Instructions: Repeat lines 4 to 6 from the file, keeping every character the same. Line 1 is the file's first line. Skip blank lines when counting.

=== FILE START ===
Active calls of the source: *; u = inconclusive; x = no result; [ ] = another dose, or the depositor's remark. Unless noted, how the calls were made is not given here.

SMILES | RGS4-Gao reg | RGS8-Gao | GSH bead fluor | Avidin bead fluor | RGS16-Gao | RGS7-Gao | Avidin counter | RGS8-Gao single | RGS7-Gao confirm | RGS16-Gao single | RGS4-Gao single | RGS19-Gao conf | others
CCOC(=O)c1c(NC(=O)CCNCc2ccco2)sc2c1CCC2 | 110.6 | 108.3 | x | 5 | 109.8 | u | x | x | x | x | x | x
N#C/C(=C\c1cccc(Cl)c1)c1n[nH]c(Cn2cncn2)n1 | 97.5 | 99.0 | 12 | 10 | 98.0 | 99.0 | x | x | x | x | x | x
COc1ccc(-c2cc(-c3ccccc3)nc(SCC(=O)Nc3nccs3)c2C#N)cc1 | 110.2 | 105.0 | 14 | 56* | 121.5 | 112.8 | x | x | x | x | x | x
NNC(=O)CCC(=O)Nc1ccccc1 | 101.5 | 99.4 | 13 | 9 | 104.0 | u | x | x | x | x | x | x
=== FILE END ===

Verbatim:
N#C/C(=C\c1cccc(Cl)c1)c1n[nH]c(Cn2cncn2)n1 | 97.5 | 99.0 | 12 | 10 | 98.0 | 99.0 | x | x | x | x | x | x
COc1ccc(-c2cc(-c3ccccc3)nc(SCC(=O)Nc3nccs3)c2C#N)cc1 | 110.2 | 105.0 | 14 | 56* | 121.5 | 112.8 | x | x | x | x | x | x
NNC(=O)CCC(=O)Nc1ccccc1 | 101.5 | 99.4 | 13 | 9 | 104.0 | u | x | x | x | x | x | x